So What Are You Reading?

Reviews of Books.

Saturday, October 22, 2011

Aunt Jane's Nieces in the Red Cross

Aunt Jane's Nieces in the Red Cross, by L. Frank Baum writing as Edith Van Dyne

Aunt Jane's Nieces in the Red Cross, first published in 1915, is the 10th and final volume of this series written by L. Frank Baum under the pseudonym of Edith Van Dyne. In this volume Uncle John and his two nieces Beth and Patsy are at home in New York when they are visited by two of their California friends A. Jones and Maud Stanton. Jones has just sailed his ship through the new Panama Canal and Maud is preparing to go to Europe to become a nurse to help wounded troops in World War I. Beth and Patsy want to help Maud and soon wealthy Uncle John and Mr. Jones, who is called Ajo, have converted Ajo's vessel into a hospital ship, hired a surgeon and outfitted two ambulances.

This is the most daring plot of the series, which usually has the cousins solving minor mysteries as they engage in some new project like running an election campaign or a newspaper, or vacationing in Italy, California, or upstate New York. Baum plunges his characters into the battle zone on the border of France and Belgium, and has them dodging shells as they scoop up wounded soldiers to treat on their boat. The book explores the true horrors of war in a book written for teenage girls at a time when women didn't yet have the right to vote.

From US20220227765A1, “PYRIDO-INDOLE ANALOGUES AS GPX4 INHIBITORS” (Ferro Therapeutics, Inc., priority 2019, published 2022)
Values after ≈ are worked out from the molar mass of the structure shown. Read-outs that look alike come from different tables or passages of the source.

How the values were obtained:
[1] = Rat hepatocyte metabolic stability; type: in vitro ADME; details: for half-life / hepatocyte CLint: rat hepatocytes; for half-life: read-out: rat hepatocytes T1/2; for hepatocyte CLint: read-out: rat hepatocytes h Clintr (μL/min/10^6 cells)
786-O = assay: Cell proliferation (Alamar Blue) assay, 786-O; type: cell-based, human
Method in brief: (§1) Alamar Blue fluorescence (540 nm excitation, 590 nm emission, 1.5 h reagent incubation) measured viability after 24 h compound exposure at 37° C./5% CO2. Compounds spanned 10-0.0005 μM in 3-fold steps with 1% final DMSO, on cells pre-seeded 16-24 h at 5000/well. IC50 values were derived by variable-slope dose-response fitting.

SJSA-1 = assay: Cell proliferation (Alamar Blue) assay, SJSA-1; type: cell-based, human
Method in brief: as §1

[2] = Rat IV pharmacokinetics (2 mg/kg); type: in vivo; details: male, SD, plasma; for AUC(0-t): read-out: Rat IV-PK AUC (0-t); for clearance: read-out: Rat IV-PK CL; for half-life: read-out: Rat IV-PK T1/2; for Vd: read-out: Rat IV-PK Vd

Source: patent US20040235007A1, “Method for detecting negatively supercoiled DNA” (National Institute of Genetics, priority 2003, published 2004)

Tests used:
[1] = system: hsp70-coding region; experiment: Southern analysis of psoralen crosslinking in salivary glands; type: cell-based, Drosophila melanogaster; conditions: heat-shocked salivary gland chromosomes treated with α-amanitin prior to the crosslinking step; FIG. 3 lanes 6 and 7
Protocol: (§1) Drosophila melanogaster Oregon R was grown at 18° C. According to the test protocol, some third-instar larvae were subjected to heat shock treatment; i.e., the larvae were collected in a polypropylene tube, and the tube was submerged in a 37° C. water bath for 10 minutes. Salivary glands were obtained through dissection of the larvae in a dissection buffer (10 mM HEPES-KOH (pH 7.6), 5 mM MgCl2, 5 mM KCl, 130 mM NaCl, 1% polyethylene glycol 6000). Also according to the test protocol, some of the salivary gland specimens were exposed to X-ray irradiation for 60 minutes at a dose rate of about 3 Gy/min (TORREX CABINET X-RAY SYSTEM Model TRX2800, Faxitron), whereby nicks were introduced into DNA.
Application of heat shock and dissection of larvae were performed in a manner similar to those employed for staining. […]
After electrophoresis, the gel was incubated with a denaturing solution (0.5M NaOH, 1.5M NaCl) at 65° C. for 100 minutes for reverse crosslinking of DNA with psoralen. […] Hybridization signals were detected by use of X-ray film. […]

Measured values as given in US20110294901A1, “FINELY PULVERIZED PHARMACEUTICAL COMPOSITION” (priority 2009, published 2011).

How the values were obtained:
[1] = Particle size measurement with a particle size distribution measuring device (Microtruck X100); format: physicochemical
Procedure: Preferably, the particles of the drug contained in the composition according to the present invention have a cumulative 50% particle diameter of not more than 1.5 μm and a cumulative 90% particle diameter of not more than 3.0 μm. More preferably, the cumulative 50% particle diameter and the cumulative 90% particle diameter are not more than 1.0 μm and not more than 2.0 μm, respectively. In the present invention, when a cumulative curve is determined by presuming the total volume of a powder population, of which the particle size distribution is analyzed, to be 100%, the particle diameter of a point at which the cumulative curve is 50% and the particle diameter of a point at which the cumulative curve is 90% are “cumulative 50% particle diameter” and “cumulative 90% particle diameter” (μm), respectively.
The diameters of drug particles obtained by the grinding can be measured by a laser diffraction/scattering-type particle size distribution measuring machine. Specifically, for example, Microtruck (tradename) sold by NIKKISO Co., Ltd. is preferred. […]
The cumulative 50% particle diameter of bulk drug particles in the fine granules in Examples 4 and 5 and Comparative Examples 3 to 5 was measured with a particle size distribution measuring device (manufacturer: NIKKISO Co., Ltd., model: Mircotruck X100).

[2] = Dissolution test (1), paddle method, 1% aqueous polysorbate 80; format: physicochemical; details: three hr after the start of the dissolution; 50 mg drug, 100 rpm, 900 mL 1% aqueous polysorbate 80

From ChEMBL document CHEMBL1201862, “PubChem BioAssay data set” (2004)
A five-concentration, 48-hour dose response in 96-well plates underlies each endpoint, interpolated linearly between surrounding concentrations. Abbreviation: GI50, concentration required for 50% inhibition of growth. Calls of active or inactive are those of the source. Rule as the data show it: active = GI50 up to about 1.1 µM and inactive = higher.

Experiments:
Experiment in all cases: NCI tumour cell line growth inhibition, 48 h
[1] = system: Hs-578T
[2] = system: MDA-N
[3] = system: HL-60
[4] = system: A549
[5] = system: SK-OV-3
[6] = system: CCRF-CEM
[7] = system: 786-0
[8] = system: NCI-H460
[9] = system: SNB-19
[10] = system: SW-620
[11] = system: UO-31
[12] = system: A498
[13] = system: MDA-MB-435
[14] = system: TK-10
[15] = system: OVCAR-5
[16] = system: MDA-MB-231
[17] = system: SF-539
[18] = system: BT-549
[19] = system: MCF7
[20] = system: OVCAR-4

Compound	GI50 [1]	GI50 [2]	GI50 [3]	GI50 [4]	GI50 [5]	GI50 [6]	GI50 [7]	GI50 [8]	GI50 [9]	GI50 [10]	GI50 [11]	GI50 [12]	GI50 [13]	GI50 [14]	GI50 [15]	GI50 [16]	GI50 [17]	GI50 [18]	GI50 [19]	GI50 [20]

Written before US involvement in the war, the book portrays the problems of a neutral hospital ship on the front line of battle. Both sides are suspicious of their intentions and they have a hard time staying impartial. The ship leaves abruptly after only three months, feeling that they are unable to fulfill their mission. The book portrays well the feelings of US citizens watching the European war. They want to help but are stymied on all sides by their neutrality. Baum revised the book after the US entered the war in 1917, rewriting the ending to show the group actively supporting the Allies and staying much longer.

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